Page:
If you’ve just rediscovered an old console in the back of your closet, or you’re newly into retro gaming and want the genuine experience, you’ve probably stood in front of your shiny new LCD or plasma TV with a console made in the age of CRTs, wondering what to do. Luckily, it’s not too difficult to plug everything in and get your game on. Here’s how:
Use the Highest Quality Connector Available on the Console
The newest consoles use HDMI, but older consoles can usually connect to new HDTVs over either component video or composite video. Consoles like the PlayStation 2 and the original Xbox all connect over component, and while composite is an option, you’ll get better video quality by going with component if it’s available on your TV.
Older consoles won’t necessarily support component, and in those cases — especially with older think the Dreamcast, the Nintendo 64 or the GameCube, composite is your best option. With even older consoles, S-Video may be your best choice. Bottom line: Use the highest-quality video connector on offer that’s also available on your TV. The only time you should worry is if your console uses a connector that’s not available on your TV.
Try Composite If Your Old Console is RCA-Only
With some consoles, such the original NES and several others from around the same 1980s time period, you may be get away with connecting your RCA cables to the red and yellow composite video ports on the back of your TV. Some older consoles, like the Sega Genesis, have full composite video cables, with all three red, white, and yellow connectors. If yours only has two, connect red to red and try the white one in either the white connector or the yellow one. As long as those cables aren’t actually carrying audio, one of them is almost always audio and the other is video — if you can get video in the yellow port and audio into the red or white port, you’re in business.
Go Coax For Older Consoles
If the console you want to connect uses a connector that your TV just doesn’t have, you’ll need a converter or an adaptor that will connect to a port your TV actually has. The easiest way to do this is to connect via coax, since most modern sets still have one for over-the-air antenna connections.
Some of the older consoles, like the NES, Sega Genesis, and some older Atari models, use that old RF connector box that many of us remember and love. You can still use it if you want to and don’t feel like buying anything new. Just connect your single RCA cable from the console to the box, then connect a coaxial cable from the box into the cable or antenna port on the back of your TV. Switch the box to “game” when you’re using it, switch to the TV/Cable input manually, and don’t let your TV try to auto-tune its way to a signal. This article at Retro Games Collector goes into more detail about this, and can help if it’s still not working for you.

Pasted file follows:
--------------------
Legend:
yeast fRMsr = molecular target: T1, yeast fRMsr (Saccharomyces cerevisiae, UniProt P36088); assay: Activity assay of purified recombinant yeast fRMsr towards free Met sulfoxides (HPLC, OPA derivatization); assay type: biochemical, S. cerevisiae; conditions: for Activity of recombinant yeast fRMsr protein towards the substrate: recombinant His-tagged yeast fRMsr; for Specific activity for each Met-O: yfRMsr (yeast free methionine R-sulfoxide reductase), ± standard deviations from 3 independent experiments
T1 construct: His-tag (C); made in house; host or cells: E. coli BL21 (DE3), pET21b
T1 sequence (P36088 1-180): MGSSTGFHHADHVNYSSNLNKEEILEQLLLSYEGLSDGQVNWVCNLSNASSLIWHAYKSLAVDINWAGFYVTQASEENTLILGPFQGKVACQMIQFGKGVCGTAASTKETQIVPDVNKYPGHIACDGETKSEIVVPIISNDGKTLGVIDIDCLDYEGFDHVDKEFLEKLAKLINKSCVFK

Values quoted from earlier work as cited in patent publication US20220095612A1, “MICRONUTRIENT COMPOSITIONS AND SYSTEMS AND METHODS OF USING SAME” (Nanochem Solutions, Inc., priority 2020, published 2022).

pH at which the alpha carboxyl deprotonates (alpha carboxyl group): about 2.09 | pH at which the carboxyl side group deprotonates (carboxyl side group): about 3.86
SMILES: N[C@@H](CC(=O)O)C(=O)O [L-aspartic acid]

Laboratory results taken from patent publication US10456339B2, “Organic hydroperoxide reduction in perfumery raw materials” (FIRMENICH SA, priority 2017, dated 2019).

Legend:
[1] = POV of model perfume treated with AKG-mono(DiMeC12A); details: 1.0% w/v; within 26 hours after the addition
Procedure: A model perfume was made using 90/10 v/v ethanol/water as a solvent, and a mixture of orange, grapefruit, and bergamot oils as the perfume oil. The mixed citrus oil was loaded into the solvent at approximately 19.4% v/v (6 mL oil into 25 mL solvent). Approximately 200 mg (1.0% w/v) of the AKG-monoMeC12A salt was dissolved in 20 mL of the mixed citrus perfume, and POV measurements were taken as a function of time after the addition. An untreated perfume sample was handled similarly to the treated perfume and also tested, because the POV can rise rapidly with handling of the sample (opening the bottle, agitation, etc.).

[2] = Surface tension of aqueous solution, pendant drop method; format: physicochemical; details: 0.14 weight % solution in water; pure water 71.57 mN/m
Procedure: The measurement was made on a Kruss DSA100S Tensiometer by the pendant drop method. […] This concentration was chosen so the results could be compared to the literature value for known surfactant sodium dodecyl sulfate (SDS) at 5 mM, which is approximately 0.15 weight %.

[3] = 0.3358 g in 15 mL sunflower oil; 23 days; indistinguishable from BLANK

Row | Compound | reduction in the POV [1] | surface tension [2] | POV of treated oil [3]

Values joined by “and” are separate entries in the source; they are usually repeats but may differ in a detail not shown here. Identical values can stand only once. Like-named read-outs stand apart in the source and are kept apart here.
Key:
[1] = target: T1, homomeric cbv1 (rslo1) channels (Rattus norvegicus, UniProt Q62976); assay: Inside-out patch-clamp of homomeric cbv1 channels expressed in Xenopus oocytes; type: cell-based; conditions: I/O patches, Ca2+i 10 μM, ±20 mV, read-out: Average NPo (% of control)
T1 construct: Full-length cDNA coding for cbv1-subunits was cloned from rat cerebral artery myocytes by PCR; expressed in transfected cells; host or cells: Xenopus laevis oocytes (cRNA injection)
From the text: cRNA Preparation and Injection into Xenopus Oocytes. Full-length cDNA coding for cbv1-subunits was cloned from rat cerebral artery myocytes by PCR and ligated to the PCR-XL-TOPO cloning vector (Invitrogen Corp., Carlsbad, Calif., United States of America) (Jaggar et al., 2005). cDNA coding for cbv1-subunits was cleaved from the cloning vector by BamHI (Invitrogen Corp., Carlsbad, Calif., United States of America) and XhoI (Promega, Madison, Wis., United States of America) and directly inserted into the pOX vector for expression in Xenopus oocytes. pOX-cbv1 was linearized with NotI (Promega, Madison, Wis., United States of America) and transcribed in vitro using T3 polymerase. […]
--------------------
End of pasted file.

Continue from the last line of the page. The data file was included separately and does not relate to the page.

If you still have the box, great, but if you don’t, you’re not out of luck. All you need is a coaxial to RCA (female) adaptor. >. Just connect the RCA cable from the console to the female end, connect the male coax end to your TV, tune to TV/Cable manually, find the right channel and you’re off and away playing your favourite classic games. This method is actually easier than using those old switchboxes, so consider it even if you do have one.
Get Around a Display Without Coax Inputs Using a VCR or DVD Player
If none of the above options really work for you, you could potentially get around dealing with your TV entirely by going through a device already connected to your TV that has an auxiliary input. If you still have a VCR attached to your TV via composite or component video, or you have a DVD player connected via component or even HDMI, check the back. If it has an RCA or a coaxial input, you’re in business.
Just connect your console to the back of the VCR or DVD player using your preferred coax trick above. Then connect the VCR or DVD player to the monitor or TV using composite or component (whichever is better, or available), and set the device to its auxiliary port. You’ll lose some video quality because you’re running the signal through a second device on its way to the screen, but it’s better than having no signal at all.
These aren’t the only ways to get the job done of course, but they’re some of the easiest and most broadly applicable to the widest set of old consoles, from old school Ataris and Commodore PCs all the way up to not-really-old-but-still-retro consoles like the N64 and the Dreamcast. With a little time and attention to all the ports on the back of your TV, it should be a snap.